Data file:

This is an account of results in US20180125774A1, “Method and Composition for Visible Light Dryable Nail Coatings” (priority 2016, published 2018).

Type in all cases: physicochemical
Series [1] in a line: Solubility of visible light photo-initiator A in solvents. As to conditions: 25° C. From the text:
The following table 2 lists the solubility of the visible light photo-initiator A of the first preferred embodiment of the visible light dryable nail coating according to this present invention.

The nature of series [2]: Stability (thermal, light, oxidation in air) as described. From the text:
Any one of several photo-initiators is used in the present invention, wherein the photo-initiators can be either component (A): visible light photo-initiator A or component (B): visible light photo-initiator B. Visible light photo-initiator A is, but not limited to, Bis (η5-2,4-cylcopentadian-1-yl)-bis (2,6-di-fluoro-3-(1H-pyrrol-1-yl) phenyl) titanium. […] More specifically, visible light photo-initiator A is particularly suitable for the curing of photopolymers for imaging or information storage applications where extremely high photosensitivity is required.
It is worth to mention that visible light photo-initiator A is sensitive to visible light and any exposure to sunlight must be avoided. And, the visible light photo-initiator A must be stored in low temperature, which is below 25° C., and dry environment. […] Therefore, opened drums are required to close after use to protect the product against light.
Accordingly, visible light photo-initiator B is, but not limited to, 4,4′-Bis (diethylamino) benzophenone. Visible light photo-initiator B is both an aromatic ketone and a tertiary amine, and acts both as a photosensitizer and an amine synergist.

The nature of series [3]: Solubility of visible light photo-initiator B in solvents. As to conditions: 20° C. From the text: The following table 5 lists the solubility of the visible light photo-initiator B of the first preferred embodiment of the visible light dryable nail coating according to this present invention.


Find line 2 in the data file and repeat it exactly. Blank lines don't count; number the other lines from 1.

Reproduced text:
Type in all cases: physicochemical